Patent Power Half Hour is Kilburn & Strode’s information-packed, supercharged webinar series. We dive into typical stumbling blocks at the EPO and share practical tips to avoid them. All delivered in 30 minutes or less!

Here is a summary of the key take-aways from the webinar that ran on 8 December 2021, covering AI in healthcare. This webinar was a re-run of our July webinar on patenting MedTech in Europe (part 2).

Patenting AI Innovation in MedTech

AI and machine learning have embedded themselves as crucial tools in all fields of technology and healthcare is no exception. In our condensed, information-rich Patent Power Half Hour we shone the spotlight on two important topics – AI in drug discovery (should you or should you not patent AI innovation in this field) and the criteria for obtaining patent protection at the EPO for AI Medtech innovation (can you get patents in this area).

The answer to the first question is maybe, and the answer to the second question is a clear yes, if you can fit in with the EPO examination guidelines. Read more below but do not forget that while the EPO approach in this area is fairly settled, it is always possible to push the boundary, so if you are considering cases at the boundary of what you can or maybe even should patent, do get in touch with us to discuss.

AI and Drug Discovery

In the area of drug discovery, innovators have a strategic choice. Should you patent your AI based drug discovery method? Or should you patent the product that comes out of that method? Or both? There are a number of strategic advantages to focussing your patenting activity on drug products, rather than on the tools you’re using to identify them.

  1. Do you really want to disclose your AI method; maybe it’s better to protect it as a trade secret? In contrast, you’ll need to disclose your product eventually on the route to regulatory approval.

  2. AI algorithms are often being developed so rapidly that the patent system isn’t ideal as a way to protect them; the patent application could too quickly become redundant. In contrast, your product isn’t as likely to change.

  3. Even if you get a claim to your AI method granted, how will you know that someone is infringing your claim? It’s easier to detect infringement of a product claim than a method claim.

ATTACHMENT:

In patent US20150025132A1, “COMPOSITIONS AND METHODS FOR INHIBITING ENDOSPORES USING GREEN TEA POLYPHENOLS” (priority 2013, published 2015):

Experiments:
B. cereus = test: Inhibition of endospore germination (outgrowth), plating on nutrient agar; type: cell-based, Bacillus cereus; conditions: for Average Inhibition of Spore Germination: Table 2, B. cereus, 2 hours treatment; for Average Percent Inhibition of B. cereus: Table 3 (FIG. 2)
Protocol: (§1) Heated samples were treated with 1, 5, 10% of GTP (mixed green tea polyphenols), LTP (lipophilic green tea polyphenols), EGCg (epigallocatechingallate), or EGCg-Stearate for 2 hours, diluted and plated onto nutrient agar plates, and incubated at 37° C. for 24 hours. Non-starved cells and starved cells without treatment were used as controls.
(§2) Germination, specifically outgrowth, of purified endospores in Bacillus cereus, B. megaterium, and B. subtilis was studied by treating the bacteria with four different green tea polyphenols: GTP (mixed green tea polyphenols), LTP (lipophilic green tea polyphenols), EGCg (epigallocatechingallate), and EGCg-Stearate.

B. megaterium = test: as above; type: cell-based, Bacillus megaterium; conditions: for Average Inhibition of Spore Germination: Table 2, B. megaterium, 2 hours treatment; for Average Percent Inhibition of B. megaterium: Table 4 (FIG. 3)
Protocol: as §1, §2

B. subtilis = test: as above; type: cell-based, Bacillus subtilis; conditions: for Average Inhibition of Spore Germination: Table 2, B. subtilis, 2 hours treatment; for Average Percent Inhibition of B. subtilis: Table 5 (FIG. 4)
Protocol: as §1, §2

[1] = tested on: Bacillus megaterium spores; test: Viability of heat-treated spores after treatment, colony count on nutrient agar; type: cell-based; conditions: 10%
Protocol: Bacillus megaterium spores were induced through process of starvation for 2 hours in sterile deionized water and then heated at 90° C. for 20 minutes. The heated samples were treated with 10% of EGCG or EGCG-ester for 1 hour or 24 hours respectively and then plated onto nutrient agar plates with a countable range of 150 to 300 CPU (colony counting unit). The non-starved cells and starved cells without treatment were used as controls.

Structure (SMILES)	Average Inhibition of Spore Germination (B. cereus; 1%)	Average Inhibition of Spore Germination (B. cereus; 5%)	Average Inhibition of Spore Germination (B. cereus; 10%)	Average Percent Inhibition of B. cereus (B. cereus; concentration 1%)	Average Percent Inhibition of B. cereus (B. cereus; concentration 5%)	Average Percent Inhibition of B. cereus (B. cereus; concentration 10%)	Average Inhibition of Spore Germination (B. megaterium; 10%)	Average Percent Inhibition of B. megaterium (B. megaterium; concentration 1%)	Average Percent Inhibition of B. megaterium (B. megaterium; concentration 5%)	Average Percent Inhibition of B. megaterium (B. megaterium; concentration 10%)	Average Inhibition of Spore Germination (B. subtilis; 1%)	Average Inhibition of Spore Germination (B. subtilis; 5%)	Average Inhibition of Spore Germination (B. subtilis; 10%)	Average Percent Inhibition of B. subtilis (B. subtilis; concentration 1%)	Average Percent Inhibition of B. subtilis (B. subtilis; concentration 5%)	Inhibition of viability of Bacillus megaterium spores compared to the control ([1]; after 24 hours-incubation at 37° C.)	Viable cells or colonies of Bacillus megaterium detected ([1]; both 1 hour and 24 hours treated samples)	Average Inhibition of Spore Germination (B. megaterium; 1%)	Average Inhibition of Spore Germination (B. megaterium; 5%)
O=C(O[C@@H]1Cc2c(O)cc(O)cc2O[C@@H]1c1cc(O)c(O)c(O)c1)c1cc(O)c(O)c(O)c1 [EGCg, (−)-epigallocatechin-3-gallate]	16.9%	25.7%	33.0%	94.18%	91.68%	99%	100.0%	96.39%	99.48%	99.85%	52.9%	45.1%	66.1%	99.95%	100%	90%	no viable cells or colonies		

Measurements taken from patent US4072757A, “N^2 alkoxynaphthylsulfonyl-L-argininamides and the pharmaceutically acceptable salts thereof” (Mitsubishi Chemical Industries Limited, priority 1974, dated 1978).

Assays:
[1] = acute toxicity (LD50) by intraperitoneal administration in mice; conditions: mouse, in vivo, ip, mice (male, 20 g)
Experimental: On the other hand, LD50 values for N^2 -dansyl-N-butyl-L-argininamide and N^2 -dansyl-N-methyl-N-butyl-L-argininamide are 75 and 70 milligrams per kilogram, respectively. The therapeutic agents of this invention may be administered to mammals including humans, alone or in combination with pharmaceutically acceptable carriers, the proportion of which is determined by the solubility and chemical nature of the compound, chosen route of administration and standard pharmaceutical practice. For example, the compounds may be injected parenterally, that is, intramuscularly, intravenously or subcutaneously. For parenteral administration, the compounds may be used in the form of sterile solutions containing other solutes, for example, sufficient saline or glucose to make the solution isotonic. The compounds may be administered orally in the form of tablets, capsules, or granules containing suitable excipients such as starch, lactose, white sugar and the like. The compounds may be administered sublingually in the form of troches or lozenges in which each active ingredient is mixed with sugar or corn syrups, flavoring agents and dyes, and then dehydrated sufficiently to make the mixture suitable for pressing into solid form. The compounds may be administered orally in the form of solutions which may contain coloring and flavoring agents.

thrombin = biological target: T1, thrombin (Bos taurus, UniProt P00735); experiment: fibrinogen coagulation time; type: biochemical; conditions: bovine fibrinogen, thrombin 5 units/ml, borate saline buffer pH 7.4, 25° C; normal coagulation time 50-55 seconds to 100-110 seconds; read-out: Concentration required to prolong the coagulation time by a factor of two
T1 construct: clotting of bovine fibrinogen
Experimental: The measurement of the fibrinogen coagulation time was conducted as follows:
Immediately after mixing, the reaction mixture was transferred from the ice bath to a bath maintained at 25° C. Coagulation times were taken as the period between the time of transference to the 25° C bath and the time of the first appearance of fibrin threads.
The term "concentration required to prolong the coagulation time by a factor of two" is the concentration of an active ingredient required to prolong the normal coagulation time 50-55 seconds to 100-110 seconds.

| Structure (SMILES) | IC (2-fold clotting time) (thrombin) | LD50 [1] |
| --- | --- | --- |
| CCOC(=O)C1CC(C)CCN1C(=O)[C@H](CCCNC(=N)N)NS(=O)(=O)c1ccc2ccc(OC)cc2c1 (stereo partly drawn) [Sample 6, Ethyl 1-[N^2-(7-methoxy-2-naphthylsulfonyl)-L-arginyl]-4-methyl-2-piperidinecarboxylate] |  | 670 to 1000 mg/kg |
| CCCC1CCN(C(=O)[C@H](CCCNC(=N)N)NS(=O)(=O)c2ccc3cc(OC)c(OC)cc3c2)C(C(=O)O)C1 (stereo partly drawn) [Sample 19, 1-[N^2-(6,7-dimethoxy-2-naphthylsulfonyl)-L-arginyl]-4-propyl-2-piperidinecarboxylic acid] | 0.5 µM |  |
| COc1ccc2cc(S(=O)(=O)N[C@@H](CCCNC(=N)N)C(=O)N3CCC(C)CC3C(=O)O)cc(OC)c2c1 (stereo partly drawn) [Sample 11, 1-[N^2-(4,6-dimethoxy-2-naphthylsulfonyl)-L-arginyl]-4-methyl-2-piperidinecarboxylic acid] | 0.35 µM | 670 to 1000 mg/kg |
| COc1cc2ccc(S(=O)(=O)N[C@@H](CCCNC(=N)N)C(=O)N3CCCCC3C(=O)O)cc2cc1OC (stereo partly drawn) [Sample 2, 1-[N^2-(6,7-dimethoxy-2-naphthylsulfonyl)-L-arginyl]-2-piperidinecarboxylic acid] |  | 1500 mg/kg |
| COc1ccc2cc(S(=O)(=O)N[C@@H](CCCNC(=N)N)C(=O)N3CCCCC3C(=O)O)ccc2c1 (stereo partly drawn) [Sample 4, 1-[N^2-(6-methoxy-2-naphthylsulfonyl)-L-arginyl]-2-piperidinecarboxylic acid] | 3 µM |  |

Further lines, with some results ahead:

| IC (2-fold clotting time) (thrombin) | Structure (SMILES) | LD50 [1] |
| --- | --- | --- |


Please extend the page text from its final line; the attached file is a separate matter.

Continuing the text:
4. The EPO is developing a consistent and predictable approach to examining AI inventions. But EPO practice when it comes to pharmaceutical products is even more well established!

  5. You can claim a product without having to disclose the AI/ML method used in its development.

A key question for innovators in this space is whether they will need any wet lab data to patent a pharmaceutical product in Europe. The requirement for sufficiency of claims to both pharmaceutical compositions and second medical use claims can be summarised as follows from T 1616/09:

For a pharmaceutical composition claim the application must:

  1. Allow skilled person to produce the composition and

  2. Leave no substantiated doubts that it could be used in therapy.

For a second medical use claim the application must:

  1. Disclose composition in an enabling way and

  2. Plausibly disclose the suitability of the composition for the claimed treatment.

An application with no wet lab data relying only on AI based predictions will have a challenging route to grant and may attract an opposition after grant. If possible, make your new chemical entity or get some clinical data to support your proposed repurposed drug. Then you can omit the AI/ML tool from your patent application.